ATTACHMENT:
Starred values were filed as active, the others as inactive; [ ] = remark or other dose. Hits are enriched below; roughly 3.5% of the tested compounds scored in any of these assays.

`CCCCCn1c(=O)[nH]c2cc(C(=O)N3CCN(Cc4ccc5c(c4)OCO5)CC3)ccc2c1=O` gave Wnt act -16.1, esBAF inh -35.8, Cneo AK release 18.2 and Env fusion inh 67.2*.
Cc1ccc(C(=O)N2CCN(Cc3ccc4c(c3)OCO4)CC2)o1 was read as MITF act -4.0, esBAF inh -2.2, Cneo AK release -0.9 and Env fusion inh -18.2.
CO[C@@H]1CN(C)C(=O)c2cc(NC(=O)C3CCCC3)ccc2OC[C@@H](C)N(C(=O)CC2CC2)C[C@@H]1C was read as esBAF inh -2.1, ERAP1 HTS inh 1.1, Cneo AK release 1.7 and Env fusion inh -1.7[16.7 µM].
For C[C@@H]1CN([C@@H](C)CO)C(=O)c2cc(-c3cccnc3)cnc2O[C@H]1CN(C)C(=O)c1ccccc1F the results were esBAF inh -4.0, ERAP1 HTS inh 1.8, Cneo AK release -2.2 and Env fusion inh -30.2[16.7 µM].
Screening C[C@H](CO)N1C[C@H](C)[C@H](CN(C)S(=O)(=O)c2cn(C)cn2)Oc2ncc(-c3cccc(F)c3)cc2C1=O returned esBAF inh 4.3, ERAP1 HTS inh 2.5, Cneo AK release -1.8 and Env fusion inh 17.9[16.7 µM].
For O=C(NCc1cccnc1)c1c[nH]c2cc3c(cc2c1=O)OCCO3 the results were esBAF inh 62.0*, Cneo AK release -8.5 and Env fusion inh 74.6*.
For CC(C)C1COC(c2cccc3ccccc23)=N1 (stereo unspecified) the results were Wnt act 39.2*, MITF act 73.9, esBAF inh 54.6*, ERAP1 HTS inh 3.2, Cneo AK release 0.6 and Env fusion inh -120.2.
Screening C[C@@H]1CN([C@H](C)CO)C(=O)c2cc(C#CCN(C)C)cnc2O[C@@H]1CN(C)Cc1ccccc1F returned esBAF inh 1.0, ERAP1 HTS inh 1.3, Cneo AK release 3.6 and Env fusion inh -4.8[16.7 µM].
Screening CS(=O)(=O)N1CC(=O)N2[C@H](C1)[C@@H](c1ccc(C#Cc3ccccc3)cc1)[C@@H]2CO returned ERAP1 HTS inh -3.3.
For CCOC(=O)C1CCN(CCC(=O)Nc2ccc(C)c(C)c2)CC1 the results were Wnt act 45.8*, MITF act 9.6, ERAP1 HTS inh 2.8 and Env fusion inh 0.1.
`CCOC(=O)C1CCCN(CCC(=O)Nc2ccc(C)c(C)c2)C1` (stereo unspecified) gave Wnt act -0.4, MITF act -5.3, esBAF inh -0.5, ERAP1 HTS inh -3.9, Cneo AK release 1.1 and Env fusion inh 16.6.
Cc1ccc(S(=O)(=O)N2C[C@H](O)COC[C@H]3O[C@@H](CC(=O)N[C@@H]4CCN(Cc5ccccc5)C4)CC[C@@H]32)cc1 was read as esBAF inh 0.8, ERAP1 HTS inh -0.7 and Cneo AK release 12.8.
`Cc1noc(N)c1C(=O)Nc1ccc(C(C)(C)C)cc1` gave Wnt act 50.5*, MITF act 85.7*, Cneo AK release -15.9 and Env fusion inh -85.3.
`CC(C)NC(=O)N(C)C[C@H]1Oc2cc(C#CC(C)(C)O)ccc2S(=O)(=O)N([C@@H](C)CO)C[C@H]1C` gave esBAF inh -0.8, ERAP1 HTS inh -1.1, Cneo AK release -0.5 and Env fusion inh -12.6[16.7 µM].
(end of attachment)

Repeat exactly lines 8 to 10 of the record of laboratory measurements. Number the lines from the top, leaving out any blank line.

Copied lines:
For CC(C)C1COC(c2cccc3ccccc23)=N1 (stereo unspecified) the results were Wnt act 39.2*, MITF act 73.9, esBAF inh 54.6*, ERAP1 HTS inh 3.2, Cneo AK release 0.6 and Env fusion inh -120.2.
Screening C[C@@H]1CN([C@H](C)CO)C(=O)c2cc(C#CCN(C)C)cnc2O[C@@H]1CN(C)Cc1ccccc1F returned esBAF inh 1.0, ERAP1 HTS inh 1.3, Cneo AK release 3.6 and Env fusion inh -4.8[16.7 µM].
Screening CS(=O)(=O)N1CC(=O)N2[C@H](C1)[C@@H](c1ccc(C#Cc3ccccc3)cc1)[C@@H]2CO returned ERAP1 HTS inh -3.3.